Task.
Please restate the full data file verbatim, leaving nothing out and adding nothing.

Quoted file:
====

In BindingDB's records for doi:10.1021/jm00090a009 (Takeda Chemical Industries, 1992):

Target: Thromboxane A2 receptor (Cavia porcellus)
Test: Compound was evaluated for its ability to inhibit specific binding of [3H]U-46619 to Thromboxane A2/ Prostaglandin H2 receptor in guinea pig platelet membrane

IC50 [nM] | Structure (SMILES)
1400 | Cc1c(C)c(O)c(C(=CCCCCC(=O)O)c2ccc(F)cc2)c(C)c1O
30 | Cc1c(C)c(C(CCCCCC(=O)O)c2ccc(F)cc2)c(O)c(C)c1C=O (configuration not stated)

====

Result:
In BindingDB's records for doi:10.1021/jm00090a009 (Takeda Chemical Industries, 1992):

Target: Thromboxane A2 receptor (Cavia porcellus)
Test: Compound was evaluated for its ability to inhibit specific binding of [3H]U-46619 to Thromboxane A2/ Prostaglandin H2 receptor in guinea pig platelet membrane

IC50 [nM] | Structure (SMILES)
1400 | Cc1c(C)c(O)c(C(=CCCCCC(=O)O)c2ccc(F)cc2)c(C)c1O
30 | Cc1c(C)c(C(CCCCCC(=O)O)c2ccc(F)cc2)c(O)c(C)c1C=O (configuration not stated)